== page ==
Tarot Readings Daily

Joy Ladin

They’re reading Tarot cards right now,
in the little pink house with the sign in the yard.
Shadows spider across still-green lawn
whose fate, so far, defies the frosts.

Someone asks the right question,
draws the right card.
Many cups in the immediate future;
radiance pouring down.

They know the future,
the creatures in the yard:
night, thirst, frost.
Only the sapiens in the house believe

fire, water, air, and earth
would bother to reveal
when to fear and love.
The one who’s paying

draws another card.
Outside, in the yard,
a squirrel noses seed that fell
like radiance, from above.

 

More by Joy Ladin

Time Passes

Time too is afraid of passing, is riddled with holes
through which time feels itself leaking.
Time sweats in the middle of the night
when all the other dimensions are sleeping.
Time has lost every picture of itself as a child.
Now time is old, leathery and slow.
Can’t sneak up on anyone anymore,
Can’t hide in the grass, can’t run, can’t catch.
Can’t figure out how not to trample
what it means to bless.

Between Wars

You’ve lost your soul again. Go back
to the window. Note the crocus
defying expectations

in the bed your mother hunkers over,
missing you, in her fashion,
now that you’re always there.

Why don’t you wear your uniform, she asks.
Will you ever get out of bed,
running her hand through your uncombed curls,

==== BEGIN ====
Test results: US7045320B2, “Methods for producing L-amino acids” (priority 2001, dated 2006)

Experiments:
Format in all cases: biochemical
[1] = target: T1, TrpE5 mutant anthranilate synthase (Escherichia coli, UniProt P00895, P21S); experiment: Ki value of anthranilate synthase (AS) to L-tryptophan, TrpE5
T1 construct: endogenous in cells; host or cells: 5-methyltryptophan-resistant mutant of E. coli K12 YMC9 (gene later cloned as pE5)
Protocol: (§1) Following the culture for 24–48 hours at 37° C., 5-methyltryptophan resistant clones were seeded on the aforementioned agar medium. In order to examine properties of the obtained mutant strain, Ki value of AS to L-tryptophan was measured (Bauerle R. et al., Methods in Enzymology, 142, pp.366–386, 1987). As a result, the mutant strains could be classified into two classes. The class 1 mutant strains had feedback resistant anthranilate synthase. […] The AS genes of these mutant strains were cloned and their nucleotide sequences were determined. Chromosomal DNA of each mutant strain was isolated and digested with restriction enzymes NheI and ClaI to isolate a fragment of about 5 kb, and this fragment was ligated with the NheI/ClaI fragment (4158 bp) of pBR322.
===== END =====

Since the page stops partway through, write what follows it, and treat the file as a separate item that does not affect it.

sweating eau de toilette
that forces you both to remember
the hollows she cannot scent.

Several soldiers’ buttons
glitter in her trowel, a spectacular find
that conjures and erases

the sad, stained trench
in which their bodies vanished.
Your mother gives a cry of surprise.

The child she bore
bears you no resemblance; only
this habit of losing your soul

suggests yours is the head
she brushed, in a perfumed cloud,
straightening what wasn’t tangled,

as something rolled across the floor,
where she would never find it. 
Many surrenders later,

what glittered and rolled
perforated by equidistant holes
while you froze in her haze of fragrance

has surfaced among the spears of crocus,
as though the boys who burst their buttons
jabbing dummies with bayonets

had risen from their graves,
untangled, untarnished,
ready to forgive.

Disease’s Gifts

For Peggy Munson

That you must accept
what you cannot prevent.  That fear inverts
the meaning of success.  That you can be fearless

when fear is all you have.
That fear is all you have.
That you aren’t alone in loneliness,

there’s a whole world here,
a pregnant, fascinating glimpse,
all stomach and hips,

of the life-creating love
you’re finally sick enough to feel.
That that glimpse can't stop you from melting

into the futures you fear
you will and will not have.
That you have, you still have,

everything you need to live:
night, ice, plums, a lap and a laptop, a name, a parent,
whipped cream, gossip, steaming plates

of life and death. 
That this is the end of the world.
That you will survive it.

Related Poems

Worst Things First

A bag of thank-you notes fell
on me and that was enough
art for one day. Culturally speaking,
it was more like a year
in the floral trenches, kicked off
with a single boneless kiss.
Poor sad demon in his poor dead tree—
or is it he who pities me, cockshy
quasihero with a latex lasso,
taking forever to measure

the dimensions of his confinement.
Some other demons have smeared a flock
of sparrows on a blanket, the full filthy
price of a sky under which they smoked
their names. My prize is a set
of teeth, striptease at the nude beach,
audio files of decomposing stars
telling me, if they’re telling me
anything, that theory’s just another word
for nothing left to like.